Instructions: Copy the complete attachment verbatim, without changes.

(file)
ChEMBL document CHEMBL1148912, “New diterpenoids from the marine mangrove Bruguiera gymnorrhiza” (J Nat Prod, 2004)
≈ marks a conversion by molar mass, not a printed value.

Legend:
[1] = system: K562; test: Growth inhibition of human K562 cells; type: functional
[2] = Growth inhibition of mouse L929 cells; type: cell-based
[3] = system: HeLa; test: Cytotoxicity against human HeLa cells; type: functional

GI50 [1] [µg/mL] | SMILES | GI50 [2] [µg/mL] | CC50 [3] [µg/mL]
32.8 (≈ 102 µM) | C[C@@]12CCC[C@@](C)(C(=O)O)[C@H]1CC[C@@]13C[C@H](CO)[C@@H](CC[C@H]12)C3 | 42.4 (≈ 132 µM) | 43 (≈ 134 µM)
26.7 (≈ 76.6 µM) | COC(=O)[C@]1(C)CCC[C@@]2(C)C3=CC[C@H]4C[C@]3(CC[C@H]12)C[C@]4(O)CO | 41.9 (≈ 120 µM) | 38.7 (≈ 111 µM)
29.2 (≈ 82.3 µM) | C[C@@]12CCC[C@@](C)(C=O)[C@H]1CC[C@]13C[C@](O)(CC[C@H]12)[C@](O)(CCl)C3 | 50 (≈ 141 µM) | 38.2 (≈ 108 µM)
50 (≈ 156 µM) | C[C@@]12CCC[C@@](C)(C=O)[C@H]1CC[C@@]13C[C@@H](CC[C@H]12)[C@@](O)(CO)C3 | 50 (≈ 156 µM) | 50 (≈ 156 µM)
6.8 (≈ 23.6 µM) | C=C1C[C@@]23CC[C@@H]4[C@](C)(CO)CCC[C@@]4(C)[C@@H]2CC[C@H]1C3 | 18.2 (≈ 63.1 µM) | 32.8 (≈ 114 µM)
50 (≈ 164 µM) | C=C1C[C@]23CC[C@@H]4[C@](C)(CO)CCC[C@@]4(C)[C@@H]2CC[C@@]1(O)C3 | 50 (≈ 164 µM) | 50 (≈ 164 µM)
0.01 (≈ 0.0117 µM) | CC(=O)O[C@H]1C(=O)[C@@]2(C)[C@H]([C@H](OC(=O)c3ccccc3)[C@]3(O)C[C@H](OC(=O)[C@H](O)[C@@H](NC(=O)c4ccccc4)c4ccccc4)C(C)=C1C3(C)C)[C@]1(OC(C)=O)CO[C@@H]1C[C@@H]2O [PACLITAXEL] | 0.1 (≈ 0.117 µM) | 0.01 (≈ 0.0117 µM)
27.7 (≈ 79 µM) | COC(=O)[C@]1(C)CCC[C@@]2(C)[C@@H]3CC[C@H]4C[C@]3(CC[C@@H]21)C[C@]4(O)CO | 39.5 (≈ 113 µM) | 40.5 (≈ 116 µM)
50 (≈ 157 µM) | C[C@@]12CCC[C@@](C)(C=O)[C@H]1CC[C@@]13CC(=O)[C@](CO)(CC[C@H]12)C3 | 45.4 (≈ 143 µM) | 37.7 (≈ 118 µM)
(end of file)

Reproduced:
ChEMBL document CHEMBL1148912, “New diterpenoids from the marine mangrove Bruguiera gymnorrhiza” (J Nat Prod, 2004)
≈ marks a conversion by molar mass, not a printed value.

Legend:
[1] = system: K562; test: Growth inhibition of human K562 cells; type: functional
[2] = Growth inhibition of mouse L929 cells; type: cell-based
[3] = system: HeLa; test: Cytotoxicity against human HeLa cells; type: functional

GI50 [1] [µg/mL] | SMILES | GI50 [2] [µg/mL] | CC50 [3] [µg/mL]
32.8 (≈ 102 µM) | C[C@@]12CCC[C@@](C)(C(=O)O)[C@H]1CC[C@@]13C[C@H](CO)[C@@H](CC[C@H]12)C3 | 42.4 (≈ 132 µM) | 43 (≈ 134 µM)
26.7 (≈ 76.6 µM) | COC(=O)[C@]1(C)CCC[C@@]2(C)C3=CC[C@H]4C[C@]3(CC[C@H]12)C[C@]4(O)CO | 41.9 (≈ 120 µM) | 38.7 (≈ 111 µM)
29.2 (≈ 82.3 µM) | C[C@@]12CCC[C@@](C)(C=O)[C@H]1CC[C@]13C[C@](O)(CC[C@H]12)[C@](O)(CCl)C3 | 50 (≈ 141 µM) | 38.2 (≈ 108 µM)
50 (≈ 156 µM) | C[C@@]12CCC[C@@](C)(C=O)[C@H]1CC[C@@]13C[C@@H](CC[C@H]12)[C@@](O)(CO)C3 | 50 (≈ 156 µM) | 50 (≈ 156 µM)
6.8 (≈ 23.6 µM) | C=C1C[C@@]23CC[C@@H]4[C@](C)(CO)CCC[C@@]4(C)[C@@H]2CC[C@H]1C3 | 18.2 (≈ 63.1 µM) | 32.8 (≈ 114 µM)
50 (≈ 164 µM) | C=C1C[C@]23CC[C@@H]4[C@](C)(CO)CCC[C@@]4(C)[C@@H]2CC[C@@]1(O)C3 | 50 (≈ 164 µM) | 50 (≈ 164 µM)
0.01 (≈ 0.0117 µM) | CC(=O)O[C@H]1C(=O)[C@@]2(C)[C@H]([C@H](OC(=O)c3ccccc3)[C@]3(O)C[C@H](OC(=O)[C@H](O)[C@@H](NC(=O)c4ccccc4)c4ccccc4)C(C)=C1C3(C)C)[C@]1(OC(C)=O)CO[C@@H]1C[C@@H]2O [PACLITAXEL] | 0.1 (≈ 0.117 µM) | 0.01 (≈ 0.0117 µM)
27.7 (≈ 79 µM) | COC(=O)[C@]1(C)CCC[C@@]2(C)[C@@H]3CC[C@H]4C[C@]3(CC[C@@H]21)C[C@]4(O)CO | 39.5 (≈ 113 µM) | 40.5 (≈ 116 µM)
50 (≈ 157 µM) | C[C@@]12CCC[C@@](C)(C=O)[C@H]1CC[C@@]13CC(=O)[C@](CO)(CC[C@H]12)C3 | 45.4 (≈ 143 µM) | 37.7 (≈ 118 µM)